UPDATE ON ELECTORAL BOOKLET BOTCH-UP
TUESDAY 1 OCTOBER 2013
The public are responding to Wellington specialist public law firm Franks & Ogilvie’s call for information to establish the scale of the local election booklet botch-up.
“It appears that the problem could be more widespread than hoped” says Stephen Franks, a principal of the firm. “We now know that whole families have received booklets missing up to 18 candidates.”
“Some New Zealanders overseas appear to have been badly affected. For many the election booklet is their only source of information. They can’t follow the campaigns in local media or go to meetings.”
“To be eligible for the prizes, booklets containing missing pages must be sent to us and received by Monday the 7th of October. We encourage all New Zealanders to check that the information booklet they received has all of the pages, and contains every candidate that is listed on the voting paper. Once voting is over and the books discarded, it will be much harder to ascertain whether the integrity of local body elections has been materially affected,” concludes Mr Franks.
As announced on Friday:
Delivery of booklets with relevant pages missing will earn $1500 for the person who delivers most before 5pm Monday 7 October, $600 for the next most, and $400 for the third most. Please send to Franks & Ogilvie, PO Box 10388, Wellington.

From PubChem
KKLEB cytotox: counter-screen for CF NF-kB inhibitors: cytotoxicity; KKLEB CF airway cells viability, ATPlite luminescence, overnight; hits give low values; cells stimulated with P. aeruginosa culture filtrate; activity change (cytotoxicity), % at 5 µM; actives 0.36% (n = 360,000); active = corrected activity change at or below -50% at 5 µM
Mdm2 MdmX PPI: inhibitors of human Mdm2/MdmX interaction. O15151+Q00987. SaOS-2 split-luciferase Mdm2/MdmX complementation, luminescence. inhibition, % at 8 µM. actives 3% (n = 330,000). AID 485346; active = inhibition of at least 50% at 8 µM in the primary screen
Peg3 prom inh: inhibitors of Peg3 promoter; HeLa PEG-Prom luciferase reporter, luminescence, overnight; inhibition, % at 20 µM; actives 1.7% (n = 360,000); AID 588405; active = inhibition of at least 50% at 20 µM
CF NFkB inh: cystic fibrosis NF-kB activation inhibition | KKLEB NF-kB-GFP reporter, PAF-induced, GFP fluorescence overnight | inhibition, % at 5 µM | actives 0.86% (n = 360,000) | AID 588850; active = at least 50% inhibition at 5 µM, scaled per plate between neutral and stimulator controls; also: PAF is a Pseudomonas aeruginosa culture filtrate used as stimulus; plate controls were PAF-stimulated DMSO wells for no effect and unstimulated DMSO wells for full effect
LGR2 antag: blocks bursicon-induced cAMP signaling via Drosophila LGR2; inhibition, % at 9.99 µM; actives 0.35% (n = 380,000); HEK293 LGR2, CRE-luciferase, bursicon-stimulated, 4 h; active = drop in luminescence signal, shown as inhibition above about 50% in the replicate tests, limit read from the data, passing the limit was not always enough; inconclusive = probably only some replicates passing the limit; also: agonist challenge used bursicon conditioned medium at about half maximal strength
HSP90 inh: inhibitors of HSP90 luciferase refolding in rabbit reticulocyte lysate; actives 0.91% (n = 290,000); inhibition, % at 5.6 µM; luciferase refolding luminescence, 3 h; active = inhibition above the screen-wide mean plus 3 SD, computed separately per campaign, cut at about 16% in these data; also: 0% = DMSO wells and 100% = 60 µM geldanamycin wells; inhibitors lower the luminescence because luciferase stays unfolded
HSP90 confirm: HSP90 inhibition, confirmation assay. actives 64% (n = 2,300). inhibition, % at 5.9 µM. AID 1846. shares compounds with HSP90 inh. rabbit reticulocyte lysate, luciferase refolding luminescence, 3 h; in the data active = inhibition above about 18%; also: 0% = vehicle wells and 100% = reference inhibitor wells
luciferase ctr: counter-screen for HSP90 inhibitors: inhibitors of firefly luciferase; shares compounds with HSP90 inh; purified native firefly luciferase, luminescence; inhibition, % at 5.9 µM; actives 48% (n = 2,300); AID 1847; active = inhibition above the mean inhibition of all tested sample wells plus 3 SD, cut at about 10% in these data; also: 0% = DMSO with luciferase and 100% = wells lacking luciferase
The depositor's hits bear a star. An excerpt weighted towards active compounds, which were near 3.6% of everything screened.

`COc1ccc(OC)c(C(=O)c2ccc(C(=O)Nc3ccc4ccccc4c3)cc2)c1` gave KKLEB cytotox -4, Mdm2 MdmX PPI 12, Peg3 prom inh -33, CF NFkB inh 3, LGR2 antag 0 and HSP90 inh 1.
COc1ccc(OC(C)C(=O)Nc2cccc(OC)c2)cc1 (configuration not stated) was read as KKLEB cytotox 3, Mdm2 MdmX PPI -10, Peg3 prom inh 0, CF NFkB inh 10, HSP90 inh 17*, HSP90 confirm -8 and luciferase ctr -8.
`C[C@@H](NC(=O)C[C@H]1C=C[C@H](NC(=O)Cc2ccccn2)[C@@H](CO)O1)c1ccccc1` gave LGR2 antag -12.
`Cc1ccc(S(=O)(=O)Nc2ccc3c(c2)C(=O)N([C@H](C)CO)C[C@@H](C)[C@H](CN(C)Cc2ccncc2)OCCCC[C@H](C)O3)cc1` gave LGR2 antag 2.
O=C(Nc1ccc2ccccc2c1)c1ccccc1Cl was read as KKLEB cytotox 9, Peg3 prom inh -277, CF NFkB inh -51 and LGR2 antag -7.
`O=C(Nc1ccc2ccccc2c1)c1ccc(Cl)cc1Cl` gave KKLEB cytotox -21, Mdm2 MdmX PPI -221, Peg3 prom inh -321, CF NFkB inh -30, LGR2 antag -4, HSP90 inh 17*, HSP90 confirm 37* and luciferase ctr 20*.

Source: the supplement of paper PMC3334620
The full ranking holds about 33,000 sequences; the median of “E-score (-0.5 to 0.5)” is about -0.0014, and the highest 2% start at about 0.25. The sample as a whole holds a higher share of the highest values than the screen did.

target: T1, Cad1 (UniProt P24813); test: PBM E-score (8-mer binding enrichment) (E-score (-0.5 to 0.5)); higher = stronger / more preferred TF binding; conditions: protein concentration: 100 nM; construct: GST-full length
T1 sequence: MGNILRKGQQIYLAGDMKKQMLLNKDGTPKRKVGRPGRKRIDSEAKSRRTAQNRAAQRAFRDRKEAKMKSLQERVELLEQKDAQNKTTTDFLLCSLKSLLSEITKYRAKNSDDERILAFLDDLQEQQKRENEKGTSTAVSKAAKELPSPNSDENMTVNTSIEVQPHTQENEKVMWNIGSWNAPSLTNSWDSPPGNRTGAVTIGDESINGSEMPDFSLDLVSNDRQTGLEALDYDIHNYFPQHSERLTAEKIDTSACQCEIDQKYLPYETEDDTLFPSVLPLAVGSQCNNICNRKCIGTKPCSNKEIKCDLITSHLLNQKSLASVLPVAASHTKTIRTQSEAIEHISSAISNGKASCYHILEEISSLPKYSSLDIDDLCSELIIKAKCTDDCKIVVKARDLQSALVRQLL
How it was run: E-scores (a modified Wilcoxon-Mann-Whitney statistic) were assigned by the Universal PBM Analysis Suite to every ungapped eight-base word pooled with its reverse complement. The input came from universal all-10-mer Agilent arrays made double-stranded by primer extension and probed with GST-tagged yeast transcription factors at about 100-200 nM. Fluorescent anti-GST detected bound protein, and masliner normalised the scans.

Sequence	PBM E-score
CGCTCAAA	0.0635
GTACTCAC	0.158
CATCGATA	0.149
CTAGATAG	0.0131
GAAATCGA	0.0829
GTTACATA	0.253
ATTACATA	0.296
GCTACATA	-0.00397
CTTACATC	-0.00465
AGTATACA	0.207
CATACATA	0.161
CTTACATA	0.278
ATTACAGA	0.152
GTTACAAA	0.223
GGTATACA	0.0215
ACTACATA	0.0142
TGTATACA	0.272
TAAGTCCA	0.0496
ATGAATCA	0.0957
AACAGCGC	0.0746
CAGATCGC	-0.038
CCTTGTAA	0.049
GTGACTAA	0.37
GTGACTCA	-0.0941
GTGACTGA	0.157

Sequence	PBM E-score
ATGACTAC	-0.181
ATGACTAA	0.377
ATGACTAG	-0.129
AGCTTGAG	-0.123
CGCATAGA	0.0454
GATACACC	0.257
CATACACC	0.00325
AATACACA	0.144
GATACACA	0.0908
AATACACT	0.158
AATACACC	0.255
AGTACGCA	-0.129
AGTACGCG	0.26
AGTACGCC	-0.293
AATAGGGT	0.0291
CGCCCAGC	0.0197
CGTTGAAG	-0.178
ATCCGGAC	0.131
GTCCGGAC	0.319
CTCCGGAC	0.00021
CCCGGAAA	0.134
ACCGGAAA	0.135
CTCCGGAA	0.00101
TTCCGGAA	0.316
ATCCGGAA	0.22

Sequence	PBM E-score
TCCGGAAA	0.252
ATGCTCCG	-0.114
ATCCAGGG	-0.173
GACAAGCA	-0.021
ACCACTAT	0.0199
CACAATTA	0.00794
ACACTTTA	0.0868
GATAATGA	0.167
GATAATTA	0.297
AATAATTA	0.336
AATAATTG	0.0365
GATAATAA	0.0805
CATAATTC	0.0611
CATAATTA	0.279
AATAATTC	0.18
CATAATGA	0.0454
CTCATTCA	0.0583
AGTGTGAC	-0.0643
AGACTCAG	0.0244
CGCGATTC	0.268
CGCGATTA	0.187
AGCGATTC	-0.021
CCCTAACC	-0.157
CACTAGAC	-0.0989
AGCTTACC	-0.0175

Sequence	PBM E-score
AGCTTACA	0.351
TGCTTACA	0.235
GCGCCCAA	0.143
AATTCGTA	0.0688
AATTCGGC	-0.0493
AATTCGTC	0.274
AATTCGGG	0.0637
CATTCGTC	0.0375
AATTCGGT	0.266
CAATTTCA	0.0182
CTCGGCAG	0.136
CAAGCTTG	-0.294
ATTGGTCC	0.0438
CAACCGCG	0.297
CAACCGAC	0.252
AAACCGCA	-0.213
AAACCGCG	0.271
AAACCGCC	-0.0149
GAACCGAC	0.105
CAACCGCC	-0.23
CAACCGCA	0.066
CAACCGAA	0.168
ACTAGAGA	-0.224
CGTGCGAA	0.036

The prizes will be paid only to collectors willing to give evidence if necessary, as to how they collected them.
Each booklet must be certified by the person who provides it to the collector, that it has not been mutilated or otherwise materially changed from the condition in which it was distributed, and that person must add their name and address where they received the booklet and contact email or phone number.
We’re also taking messages (firstname.lastname@example.org) about defective booklets.
Rewards for whistle-blowing
Rewards to compensate for time and trouble will be paid at our discretion to whistle-blowers. The client may recompense for information materially useful in knowing:
1. whether there has been a cover-up;
2. when the problem was first known;
3. what steps were taken to remedy it;
4. who knew or reported at high levels; and
5. whether the official responses were proper in relation to the seriousness.
Please contact Stephen Franks (via email@example.com) or leave a message on 04 815 8036 if you have relevant information. Use a pseudonym if you wish. We will maintain confidentiality. The information will matter more at this stage than who provides it.
Our decision on entitlement to a reward or prize is final.